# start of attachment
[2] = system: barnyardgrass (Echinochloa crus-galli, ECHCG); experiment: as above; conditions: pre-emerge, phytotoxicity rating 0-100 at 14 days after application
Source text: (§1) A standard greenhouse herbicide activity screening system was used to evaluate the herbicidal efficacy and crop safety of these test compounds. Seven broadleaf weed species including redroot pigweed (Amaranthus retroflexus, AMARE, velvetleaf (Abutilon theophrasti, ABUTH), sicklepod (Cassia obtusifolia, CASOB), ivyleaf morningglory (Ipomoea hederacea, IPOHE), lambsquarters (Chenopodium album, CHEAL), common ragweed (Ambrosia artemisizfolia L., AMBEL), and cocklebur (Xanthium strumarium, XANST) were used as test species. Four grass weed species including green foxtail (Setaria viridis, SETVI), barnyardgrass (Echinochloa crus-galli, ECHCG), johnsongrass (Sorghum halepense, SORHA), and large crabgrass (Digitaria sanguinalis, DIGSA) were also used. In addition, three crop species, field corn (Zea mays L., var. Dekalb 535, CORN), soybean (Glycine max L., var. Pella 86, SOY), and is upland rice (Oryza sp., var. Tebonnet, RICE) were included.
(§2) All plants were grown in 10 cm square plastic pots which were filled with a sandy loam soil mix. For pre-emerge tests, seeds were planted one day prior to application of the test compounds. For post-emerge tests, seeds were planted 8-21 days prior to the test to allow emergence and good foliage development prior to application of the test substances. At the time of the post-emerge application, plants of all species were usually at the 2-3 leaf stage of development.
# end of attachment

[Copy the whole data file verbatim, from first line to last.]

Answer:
[2] = system: barnyardgrass (Echinochloa crus-galli, ECHCG); experiment: as above; conditions: pre-emerge, phytotoxicity rating 0-100 at 14 days after application
Source text: (§1) A standard greenhouse herbicide activity screening system was used to evaluate the herbicidal efficacy and crop safety of these test compounds. Seven broadleaf weed species including redroot pigweed (Amaranthus retroflexus, AMARE, velvetleaf (Abutilon theophrasti, ABUTH), sicklepod (Cassia obtusifolia, CASOB), ivyleaf morningglory (Ipomoea hederacea, IPOHE), lambsquarters (Chenopodium album, CHEAL), common ragweed (Ambrosia artemisizfolia L., AMBEL), and cocklebur (Xanthium strumarium, XANST) were used as test species. Four grass weed species including green foxtail (Setaria viridis, SETVI), barnyardgrass (Echinochloa crus-galli, ECHCG), johnsongrass (Sorghum halepense, SORHA), and large crabgrass (Digitaria sanguinalis, DIGSA) were also used. In addition, three crop species, field corn (Zea mays L., var. Dekalb 535, CORN), soybean (Glycine max L., var. Pella 86, SOY), and is upland rice (Oryza sp., var. Tebonnet, RICE) were included.
(§2) All plants were grown in 10 cm square plastic pots which were filled with a sandy loam soil mix. For pre-emerge tests, seeds were planted one day prior to application of the test compounds. For post-emerge tests, seeds were planted 8-21 days prior to the test to allow emergence and good foliage development prior to application of the test substances. At the time of the post-emerge application, plants of all species were usually at the 2-3 leaf stage of development.